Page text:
5. Oct 10, 2013 #4

    BruceW

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    yeah, it says the table is mounted on a frictionless axle along z axis. This means there is no z-component of torque on the table due to this contact. There will be torque on the table due to the putty.
     
  6. Oct 10, 2013 #5
    So there will be torque when the putty hits the turntable?

    If that is the case, then how do we still know angular momentum is conserved? Or is it that—there is torque only when the putty hits the table? The moment the putty actually hits, the torque is gone and we can assume that, from that state on, angular momentum is conserved.

    ... right?
     
  7. Oct 10, 2013 #6
    The angular momentum of the system is conserved. The system includes the putty, before and after the impact.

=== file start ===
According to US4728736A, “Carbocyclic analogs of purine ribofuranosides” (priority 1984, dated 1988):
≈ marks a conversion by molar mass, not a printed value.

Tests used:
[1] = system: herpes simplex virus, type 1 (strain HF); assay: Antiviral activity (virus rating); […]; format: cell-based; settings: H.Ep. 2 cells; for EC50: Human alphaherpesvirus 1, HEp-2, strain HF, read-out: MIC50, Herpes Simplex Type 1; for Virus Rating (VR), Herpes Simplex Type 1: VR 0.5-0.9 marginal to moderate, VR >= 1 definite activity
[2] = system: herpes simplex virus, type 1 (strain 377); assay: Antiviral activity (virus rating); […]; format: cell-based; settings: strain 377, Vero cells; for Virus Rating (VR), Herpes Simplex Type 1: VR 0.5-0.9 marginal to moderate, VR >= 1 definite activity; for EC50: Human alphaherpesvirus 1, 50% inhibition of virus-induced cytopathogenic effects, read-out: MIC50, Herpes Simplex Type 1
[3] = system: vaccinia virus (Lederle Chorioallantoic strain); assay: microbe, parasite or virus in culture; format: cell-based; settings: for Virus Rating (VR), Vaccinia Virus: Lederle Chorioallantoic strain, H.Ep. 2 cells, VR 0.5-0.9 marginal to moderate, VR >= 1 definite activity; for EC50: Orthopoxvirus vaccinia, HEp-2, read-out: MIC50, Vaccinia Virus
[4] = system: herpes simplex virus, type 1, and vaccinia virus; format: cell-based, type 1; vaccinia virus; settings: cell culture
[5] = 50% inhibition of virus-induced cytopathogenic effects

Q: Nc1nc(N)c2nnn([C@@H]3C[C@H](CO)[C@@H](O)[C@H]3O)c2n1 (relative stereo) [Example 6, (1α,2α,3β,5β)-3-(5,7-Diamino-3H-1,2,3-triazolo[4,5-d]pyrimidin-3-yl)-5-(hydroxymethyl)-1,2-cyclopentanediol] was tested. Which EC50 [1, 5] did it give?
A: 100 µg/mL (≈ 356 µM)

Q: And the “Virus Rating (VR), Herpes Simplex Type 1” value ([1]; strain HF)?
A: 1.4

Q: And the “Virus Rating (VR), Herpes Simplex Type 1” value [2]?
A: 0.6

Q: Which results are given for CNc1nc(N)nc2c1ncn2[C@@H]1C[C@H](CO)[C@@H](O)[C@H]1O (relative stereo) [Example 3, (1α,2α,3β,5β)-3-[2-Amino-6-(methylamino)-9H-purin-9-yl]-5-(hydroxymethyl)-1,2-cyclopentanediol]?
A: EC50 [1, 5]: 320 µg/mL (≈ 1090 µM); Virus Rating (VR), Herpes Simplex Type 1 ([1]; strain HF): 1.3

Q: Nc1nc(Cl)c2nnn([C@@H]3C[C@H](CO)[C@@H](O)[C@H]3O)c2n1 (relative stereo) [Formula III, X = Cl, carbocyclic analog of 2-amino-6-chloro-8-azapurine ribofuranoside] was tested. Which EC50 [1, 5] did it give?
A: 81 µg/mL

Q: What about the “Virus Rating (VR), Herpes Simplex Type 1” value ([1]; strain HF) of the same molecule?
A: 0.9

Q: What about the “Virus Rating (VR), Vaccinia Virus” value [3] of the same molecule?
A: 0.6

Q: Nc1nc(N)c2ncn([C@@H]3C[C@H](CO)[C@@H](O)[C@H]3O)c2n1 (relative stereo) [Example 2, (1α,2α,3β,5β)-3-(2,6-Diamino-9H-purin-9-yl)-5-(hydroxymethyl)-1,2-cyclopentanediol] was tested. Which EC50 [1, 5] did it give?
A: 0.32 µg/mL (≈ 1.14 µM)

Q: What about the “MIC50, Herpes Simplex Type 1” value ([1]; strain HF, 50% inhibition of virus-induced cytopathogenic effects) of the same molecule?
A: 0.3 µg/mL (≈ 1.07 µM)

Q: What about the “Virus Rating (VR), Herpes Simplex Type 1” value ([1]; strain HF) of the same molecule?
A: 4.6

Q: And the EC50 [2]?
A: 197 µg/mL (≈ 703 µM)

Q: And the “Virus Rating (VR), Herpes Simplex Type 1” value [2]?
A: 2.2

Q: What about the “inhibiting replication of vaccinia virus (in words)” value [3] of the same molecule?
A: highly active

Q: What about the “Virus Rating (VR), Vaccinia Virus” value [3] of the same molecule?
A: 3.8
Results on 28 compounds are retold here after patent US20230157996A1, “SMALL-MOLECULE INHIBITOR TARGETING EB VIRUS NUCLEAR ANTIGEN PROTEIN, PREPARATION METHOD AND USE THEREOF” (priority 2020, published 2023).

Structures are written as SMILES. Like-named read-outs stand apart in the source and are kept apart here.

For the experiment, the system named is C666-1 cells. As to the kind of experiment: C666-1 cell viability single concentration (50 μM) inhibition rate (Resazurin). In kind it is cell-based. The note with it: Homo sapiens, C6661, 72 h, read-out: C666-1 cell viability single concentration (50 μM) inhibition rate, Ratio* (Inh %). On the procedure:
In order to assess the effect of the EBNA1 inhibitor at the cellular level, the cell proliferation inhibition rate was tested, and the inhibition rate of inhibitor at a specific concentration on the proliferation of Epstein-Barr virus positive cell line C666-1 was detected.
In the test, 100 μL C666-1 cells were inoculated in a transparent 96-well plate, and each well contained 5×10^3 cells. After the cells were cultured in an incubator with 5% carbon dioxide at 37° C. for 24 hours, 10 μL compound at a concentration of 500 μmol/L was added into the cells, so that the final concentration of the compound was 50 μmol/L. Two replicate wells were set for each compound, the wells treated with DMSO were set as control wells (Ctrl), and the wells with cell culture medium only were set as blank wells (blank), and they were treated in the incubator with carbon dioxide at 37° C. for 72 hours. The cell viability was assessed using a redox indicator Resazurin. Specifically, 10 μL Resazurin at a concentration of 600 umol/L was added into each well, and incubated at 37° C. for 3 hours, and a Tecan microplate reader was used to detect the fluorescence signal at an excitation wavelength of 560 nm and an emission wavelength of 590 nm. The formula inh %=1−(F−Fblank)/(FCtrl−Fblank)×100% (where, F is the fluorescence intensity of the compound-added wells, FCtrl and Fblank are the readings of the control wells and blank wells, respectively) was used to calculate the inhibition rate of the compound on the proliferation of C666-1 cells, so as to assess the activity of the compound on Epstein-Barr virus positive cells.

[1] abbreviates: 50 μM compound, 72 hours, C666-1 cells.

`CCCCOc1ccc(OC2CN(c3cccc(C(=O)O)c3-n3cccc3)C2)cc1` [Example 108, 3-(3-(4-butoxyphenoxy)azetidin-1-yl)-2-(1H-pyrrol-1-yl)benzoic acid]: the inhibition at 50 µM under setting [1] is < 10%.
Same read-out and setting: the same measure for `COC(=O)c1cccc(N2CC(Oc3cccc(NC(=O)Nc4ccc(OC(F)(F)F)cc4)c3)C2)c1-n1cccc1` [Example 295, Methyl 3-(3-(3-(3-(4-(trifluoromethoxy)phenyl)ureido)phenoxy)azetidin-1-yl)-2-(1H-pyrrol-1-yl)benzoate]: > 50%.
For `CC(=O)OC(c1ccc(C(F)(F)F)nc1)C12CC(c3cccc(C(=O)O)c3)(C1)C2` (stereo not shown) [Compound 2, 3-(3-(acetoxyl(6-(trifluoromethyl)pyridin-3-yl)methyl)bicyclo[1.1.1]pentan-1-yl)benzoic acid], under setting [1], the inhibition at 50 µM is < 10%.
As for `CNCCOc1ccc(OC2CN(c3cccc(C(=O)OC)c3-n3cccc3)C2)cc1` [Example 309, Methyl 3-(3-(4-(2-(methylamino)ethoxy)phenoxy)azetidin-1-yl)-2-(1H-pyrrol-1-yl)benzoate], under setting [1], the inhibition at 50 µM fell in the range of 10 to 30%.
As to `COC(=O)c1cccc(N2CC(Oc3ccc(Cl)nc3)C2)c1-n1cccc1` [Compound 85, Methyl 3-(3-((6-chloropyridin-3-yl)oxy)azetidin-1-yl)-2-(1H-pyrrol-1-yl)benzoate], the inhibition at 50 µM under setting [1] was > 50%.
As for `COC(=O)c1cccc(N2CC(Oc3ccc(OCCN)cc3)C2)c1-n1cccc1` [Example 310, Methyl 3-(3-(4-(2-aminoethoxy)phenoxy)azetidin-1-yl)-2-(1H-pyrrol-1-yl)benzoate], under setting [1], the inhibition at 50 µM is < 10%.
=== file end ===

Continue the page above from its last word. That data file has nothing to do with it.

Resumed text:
8. Oct 10, 2013 #7

    D H

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    Not if the axle is frictionless.

    Forget about rotational motion for the moment. Consider what happens when an object is tossed onto a horizontal frictionless surface. The normal force will stop the object's vertical motion when the object hits the surface. The horizontal component of the object's will remain unchanged as the surface is frictionless. Think of contact friction as a force that impedes motion parallel to the surface. That a surface impedes motion normal to the surface does not mean the surface is not frictionless.

    Now let's look at your turntable with a blob of putty tossed onto it. That the turntable axle is frictionless means that the force at any point on the surface of the axle is purely radial. It does not mean that there is no force. This now unbalanced turntable can still rotate frictionlessly about the turntable axle. All that's needed to keep the turntable rotating is a radial force, and our frictionless axle can exert a radial force.